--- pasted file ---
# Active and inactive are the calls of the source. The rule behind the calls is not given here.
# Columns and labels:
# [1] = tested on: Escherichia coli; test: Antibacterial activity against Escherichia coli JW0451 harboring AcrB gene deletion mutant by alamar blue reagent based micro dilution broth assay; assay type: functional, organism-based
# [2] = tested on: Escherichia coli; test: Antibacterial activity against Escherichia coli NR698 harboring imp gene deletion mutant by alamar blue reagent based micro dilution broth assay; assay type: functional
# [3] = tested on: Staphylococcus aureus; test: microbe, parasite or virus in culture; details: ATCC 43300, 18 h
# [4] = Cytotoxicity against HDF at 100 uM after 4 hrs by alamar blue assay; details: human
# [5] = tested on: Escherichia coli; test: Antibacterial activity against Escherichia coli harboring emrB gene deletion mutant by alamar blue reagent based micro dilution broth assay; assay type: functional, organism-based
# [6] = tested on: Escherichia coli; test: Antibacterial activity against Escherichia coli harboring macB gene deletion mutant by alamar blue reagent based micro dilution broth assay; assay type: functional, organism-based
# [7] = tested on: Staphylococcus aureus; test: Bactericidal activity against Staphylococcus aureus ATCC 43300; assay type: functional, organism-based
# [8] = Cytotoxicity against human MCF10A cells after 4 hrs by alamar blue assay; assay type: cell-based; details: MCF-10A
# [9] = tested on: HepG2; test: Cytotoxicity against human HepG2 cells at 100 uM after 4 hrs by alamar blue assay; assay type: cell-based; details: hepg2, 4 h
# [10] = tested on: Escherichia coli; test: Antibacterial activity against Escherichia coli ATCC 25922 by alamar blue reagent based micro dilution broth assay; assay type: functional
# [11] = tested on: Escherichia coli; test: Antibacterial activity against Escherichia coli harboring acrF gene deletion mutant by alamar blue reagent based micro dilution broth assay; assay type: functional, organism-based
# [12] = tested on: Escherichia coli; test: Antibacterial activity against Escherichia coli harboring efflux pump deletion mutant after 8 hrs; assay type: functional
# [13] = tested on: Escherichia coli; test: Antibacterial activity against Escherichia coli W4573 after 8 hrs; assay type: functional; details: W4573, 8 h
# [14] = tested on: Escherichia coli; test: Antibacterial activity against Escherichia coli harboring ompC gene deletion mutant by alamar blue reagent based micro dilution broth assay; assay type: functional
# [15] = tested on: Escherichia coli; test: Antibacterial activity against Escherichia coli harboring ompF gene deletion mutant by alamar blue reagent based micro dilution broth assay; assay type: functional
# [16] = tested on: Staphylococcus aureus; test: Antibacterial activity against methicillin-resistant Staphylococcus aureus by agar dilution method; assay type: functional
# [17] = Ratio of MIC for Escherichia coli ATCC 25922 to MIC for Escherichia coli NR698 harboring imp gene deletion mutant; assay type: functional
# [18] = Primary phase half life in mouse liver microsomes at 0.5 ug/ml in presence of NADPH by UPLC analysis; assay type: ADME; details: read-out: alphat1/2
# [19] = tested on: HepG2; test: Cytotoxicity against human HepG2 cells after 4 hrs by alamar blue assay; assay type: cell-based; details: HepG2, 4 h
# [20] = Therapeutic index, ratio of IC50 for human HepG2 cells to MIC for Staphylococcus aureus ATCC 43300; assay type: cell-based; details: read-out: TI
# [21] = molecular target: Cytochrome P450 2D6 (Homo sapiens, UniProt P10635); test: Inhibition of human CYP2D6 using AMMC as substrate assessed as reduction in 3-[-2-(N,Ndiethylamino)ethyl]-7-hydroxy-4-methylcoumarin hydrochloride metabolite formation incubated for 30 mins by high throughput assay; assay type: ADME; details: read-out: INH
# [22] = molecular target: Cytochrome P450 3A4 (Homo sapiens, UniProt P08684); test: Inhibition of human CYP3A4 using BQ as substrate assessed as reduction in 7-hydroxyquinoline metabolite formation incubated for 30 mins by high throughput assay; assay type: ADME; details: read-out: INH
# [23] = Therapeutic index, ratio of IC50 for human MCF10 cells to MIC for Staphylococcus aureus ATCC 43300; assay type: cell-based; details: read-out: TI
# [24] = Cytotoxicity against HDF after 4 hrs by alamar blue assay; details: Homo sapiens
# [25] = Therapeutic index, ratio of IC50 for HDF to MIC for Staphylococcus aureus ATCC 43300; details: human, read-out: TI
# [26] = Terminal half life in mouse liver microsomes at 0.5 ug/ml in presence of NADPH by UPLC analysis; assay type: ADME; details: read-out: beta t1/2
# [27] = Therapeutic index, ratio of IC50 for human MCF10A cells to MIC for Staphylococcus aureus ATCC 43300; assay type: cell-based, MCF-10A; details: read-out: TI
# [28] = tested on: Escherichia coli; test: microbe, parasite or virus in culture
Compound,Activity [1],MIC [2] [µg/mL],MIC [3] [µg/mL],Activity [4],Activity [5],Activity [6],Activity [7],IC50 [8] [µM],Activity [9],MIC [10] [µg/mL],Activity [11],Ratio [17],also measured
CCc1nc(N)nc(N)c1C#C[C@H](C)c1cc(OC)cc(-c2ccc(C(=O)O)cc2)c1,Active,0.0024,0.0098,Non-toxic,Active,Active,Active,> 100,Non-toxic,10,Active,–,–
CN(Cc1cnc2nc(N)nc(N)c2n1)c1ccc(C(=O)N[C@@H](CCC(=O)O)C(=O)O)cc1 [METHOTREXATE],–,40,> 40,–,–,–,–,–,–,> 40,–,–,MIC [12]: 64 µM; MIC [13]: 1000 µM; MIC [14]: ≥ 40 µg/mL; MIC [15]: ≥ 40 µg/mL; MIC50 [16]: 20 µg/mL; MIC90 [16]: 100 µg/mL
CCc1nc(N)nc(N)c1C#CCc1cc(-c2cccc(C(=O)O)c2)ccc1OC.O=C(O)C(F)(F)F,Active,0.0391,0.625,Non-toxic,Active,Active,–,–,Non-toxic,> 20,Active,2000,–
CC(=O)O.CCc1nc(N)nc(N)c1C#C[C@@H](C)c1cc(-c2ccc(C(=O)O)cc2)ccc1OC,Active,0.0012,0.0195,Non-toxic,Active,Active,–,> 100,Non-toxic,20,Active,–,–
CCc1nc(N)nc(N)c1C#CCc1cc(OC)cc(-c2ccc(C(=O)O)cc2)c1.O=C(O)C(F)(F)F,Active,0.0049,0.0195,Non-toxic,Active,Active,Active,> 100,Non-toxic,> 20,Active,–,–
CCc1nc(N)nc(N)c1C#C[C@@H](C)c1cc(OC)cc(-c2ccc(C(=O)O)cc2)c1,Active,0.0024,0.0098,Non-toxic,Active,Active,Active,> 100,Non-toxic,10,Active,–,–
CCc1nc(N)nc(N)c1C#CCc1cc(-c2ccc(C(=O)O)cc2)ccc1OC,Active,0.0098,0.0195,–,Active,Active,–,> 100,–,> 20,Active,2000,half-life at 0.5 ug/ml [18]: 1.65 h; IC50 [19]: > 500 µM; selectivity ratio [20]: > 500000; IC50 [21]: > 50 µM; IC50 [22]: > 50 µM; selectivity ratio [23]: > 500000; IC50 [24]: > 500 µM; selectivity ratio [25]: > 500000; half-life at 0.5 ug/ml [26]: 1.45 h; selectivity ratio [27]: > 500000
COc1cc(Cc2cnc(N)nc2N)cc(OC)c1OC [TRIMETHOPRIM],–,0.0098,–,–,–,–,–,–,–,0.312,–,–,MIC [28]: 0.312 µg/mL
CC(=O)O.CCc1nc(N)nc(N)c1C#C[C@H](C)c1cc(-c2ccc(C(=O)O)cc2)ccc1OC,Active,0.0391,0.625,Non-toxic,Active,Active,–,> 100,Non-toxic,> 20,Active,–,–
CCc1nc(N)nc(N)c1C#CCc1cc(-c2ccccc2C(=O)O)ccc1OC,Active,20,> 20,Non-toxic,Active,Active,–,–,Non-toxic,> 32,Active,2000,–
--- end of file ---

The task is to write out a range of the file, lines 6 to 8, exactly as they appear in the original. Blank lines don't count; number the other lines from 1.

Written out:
# [4] = Cytotoxicity against HDF at 100 uM after 4 hrs by alamar blue assay; details: human
# [5] = tested on: Escherichia coli; test: Antibacterial activity against Escherichia coli harboring emrB gene deletion mutant by alamar blue reagent based micro dilution broth assay; assay type: functional, organism-based
# [6] = tested on: Escherichia coli; test: Antibacterial activity against Escherichia coli harboring macB gene deletion mutant by alamar blue reagent based micro dilution broth assay; assay type: functional, organism-based